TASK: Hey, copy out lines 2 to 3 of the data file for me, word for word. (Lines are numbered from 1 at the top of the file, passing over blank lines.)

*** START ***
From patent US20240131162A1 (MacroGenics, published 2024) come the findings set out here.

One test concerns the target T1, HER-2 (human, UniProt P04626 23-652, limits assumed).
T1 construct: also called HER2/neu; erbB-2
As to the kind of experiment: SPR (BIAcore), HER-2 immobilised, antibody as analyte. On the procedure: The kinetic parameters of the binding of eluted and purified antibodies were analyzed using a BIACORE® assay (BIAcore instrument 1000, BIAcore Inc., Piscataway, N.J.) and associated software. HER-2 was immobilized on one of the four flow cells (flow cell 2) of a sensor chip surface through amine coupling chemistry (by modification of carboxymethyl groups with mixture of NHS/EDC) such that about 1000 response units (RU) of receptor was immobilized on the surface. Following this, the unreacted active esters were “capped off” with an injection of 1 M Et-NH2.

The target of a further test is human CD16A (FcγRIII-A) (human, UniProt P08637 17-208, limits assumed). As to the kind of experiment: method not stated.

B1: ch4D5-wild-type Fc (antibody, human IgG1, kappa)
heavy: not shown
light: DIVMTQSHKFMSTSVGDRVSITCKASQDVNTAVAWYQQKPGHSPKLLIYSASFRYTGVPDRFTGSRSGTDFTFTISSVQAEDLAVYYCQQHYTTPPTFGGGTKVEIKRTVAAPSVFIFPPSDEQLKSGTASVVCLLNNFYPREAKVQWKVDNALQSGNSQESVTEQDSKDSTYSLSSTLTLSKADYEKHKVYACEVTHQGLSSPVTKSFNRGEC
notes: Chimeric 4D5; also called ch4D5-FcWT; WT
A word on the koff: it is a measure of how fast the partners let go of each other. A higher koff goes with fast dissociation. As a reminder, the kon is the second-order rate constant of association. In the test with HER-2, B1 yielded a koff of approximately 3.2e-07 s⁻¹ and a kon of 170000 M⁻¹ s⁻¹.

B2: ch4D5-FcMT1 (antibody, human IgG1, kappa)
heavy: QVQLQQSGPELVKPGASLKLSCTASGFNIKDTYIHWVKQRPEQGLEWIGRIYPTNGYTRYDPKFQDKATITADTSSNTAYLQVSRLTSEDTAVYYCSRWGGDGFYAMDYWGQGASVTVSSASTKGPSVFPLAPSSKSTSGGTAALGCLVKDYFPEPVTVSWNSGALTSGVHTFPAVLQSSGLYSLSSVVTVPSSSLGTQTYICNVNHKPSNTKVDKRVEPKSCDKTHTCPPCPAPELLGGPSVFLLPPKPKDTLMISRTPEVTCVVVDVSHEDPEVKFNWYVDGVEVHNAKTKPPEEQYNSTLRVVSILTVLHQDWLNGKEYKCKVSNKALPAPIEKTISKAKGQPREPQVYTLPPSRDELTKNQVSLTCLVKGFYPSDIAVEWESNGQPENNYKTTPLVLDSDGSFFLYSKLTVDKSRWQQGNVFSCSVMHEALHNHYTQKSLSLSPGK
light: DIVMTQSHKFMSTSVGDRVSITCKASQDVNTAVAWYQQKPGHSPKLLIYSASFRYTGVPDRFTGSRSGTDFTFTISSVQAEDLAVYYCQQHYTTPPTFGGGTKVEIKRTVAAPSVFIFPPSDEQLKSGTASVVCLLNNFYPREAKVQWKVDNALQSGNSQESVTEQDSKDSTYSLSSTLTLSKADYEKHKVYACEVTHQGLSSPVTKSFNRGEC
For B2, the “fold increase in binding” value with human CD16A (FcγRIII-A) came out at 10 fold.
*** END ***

One test concerns the target T1, HER-2 (human, UniProt P04626 23-652, limits assumed).
T1 construct: also called HER2/neu; erbB-2